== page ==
Armor & Mobility

FEB 2017

Military magazines in the United States and Canada, covering Armor and Mobility, focuses on tactical vehicles, C4ISR, Special Operations Forces, latest soldier equipment, shelters, and key DoD programs

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Page 23 of 27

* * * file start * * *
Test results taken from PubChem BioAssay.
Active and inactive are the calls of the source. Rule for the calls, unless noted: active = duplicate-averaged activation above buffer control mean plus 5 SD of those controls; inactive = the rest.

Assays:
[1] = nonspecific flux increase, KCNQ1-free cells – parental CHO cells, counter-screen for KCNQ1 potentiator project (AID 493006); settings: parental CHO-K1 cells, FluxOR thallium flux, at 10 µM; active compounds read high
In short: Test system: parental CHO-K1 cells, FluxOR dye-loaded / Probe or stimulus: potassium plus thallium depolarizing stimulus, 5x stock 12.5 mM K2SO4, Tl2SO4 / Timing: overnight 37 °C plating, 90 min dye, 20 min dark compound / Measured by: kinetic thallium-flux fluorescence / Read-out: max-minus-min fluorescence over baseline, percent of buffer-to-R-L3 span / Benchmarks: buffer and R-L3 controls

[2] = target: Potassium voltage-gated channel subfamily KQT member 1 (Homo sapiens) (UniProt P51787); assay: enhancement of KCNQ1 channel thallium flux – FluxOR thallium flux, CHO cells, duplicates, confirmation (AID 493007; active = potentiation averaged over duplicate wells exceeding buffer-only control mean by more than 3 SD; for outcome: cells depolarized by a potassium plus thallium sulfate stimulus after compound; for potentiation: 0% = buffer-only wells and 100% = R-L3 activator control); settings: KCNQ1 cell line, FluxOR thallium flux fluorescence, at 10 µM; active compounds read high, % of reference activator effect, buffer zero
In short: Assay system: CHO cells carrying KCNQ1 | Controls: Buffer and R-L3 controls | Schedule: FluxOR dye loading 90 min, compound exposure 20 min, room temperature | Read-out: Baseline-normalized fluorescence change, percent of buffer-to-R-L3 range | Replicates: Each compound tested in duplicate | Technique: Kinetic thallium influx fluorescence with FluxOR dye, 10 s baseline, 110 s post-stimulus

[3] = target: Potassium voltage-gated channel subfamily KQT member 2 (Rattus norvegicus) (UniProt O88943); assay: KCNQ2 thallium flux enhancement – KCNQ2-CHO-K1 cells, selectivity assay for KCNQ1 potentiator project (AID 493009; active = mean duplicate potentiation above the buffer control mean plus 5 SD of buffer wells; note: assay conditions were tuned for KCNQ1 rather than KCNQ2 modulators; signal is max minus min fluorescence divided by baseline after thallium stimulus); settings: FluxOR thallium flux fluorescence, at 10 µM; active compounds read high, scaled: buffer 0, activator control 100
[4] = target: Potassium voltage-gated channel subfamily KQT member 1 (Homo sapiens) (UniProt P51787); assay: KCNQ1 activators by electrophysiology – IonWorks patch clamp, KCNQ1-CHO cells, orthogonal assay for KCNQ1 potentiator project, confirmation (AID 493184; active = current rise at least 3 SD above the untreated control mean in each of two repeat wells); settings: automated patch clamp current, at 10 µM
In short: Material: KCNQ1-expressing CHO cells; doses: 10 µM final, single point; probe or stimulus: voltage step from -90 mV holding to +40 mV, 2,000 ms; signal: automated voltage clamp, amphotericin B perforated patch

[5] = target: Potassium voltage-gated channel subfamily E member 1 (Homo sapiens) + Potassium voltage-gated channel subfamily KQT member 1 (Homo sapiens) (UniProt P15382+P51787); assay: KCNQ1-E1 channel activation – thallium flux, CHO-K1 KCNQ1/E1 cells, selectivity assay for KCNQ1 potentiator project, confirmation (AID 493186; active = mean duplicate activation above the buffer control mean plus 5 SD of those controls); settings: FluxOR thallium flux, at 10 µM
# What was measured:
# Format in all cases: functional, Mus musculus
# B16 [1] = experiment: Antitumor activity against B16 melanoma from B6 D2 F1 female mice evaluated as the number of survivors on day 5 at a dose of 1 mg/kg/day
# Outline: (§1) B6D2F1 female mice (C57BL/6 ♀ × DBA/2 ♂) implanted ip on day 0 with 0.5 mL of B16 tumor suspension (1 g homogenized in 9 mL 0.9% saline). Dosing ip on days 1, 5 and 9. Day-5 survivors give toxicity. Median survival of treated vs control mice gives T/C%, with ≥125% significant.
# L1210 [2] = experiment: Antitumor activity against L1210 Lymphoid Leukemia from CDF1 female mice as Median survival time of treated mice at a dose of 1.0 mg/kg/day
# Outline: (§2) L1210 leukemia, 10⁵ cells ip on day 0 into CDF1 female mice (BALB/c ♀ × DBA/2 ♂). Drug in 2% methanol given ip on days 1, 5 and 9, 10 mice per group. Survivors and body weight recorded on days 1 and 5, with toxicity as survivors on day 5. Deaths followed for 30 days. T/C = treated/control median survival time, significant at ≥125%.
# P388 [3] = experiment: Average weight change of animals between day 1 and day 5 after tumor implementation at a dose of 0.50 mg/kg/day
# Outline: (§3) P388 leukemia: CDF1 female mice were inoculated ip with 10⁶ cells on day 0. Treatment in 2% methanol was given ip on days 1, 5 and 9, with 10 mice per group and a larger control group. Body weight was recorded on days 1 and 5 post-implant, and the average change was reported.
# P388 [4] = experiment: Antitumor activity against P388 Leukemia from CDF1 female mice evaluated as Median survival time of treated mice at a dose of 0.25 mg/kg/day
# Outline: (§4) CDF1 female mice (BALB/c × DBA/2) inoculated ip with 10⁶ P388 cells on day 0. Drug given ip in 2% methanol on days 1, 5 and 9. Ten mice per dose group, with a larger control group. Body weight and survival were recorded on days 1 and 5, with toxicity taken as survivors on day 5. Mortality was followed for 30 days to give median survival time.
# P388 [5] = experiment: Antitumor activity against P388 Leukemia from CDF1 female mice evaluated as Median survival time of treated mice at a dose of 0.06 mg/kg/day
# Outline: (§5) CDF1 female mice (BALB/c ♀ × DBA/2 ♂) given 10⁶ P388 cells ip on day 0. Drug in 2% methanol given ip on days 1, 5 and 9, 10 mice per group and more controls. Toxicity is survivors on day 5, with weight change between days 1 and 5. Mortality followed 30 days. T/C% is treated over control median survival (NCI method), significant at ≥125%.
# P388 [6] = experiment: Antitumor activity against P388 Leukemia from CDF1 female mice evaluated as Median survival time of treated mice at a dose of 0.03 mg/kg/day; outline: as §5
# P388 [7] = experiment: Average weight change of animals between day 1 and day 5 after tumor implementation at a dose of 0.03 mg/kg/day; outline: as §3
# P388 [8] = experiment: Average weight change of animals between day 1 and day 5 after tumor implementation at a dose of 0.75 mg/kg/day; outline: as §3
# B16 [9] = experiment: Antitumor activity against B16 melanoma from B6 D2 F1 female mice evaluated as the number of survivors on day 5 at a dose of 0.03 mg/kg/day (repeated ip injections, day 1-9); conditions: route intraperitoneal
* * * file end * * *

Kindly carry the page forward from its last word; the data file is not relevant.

Tactical network software complexity is often discussed as an operational readiness issue due to the fact that either too many software baselines exist in operational formations or that network initialization is time consuming and complicated for field based units who demand simplicity to ensure expeditionary connectivity. The Army's Central Technical Support Facility (CTSF), a subordinate organization of the Communication and Electronics Command (CECOM) is actively working to lessen the software systems integration burden on Forces Command units, while also assuring the security, integration readiness and functionality of tactical network software baselines. As the Army's only facility certified to perform Army Interoperability Certification network software testing in an age of digitization, the CTSF ensures that the Army network has interoperable and secure software capacity as it looks to streamline network baselines and ensure less complex network integration needs. Addressing the C4ISR Evolution Established in 1996, CTSF initially served as a center for rapid development and testing of Army Battle Command Systems (ABCS) and to support early digitization exercises at Fort Hood. But today, the campus is the Army's only strategic facility responsible for performing interoperability testing and configuration management for all tactical level Command, Control, Communications, Computers, Intelligence, Surveillance and Reconnaissance systems (C4ISR), applications and hardware prior to release to the field. Staffed by more than 125 military personnel Army civilians and support contractors, the CTSF is a collaborative environment also serving as home to more than 300 personnel representing Army product and program management teams who develop and field network product lines that support the Army's Mission Command Network. These organizations execute other activities including regional support, fielding, training, and operational testing from the CTSF location. "The synergy created among the unique capabilities assembled at the CTSF campus is what allows the Army to achieve excellence in interoperability and is truly its defining characteristic," said Colonel Federica King, the CTSF commander. As the Army digitized its forces and entered into more than a decade of continuous wartime operations, the CTSF responded to the demand by adding skilled personnel and facilities to rapidly address the complex challenge of integrating and testing the growing number of digital capabilities. In 2007, CTSF became an enduring capability for the Army as it transferred from Department of the Army Chief Information Officer - G6 (CIO-G6) control in order to better leverage its capabilities across the Army Materiel Command enterprise, and in the process became a subordinate command of CECOM. A Turn toward Software Interoperability Today, the CTSF replicates current and emerging Army network baselines to ensure Army Interoperability Certification of software, in other words, testing new software to ensure it is ready to integrate into operational unit networks. As an end product, CTSF experts provide reasonable assurance that the various software baselines are interoperable prior to fielding, a comprehensive look at the cyber security posture of systems across the Army and assurance of software integration readiness—ultimately helping to provide a less complex product to operational units. The unique CTSF facility infrastructure and workforce composition make system integration test capabilities possible. In addition to its core integration, evaluation, and configuration management staff, numerous program office technical representatives are on hand to support systems under test. CTSF's integration labs, provide program offices with digital environments to integrate systems prior to interoperability certification and correct issues found during testing. In addition, programs leverage the integration labs to provide support to tactical units. For example, ENABLING NETWORK READINESS Matt Garcia, CTSF Network Engineer, elements from the 1st Cavalry Division and 712 Air Support Operation Squadron run the Joint Air Ground Integration Cell (JAGIC) (at the CTSF) as part of the Air Force Lead Exercise Air Ground Integration level Exploration (AGILE) Fire 16. U.S. Army Communications-Electronics Command (CECOM) is updating its Central Technical Support Facility (CTSF) in support of software certification efficiency in a digital age. By Kenneth Pope, and Justin Zadnichek, CTSF, Fort Hood, Texas 22 | Armor & Mobility | February 2017

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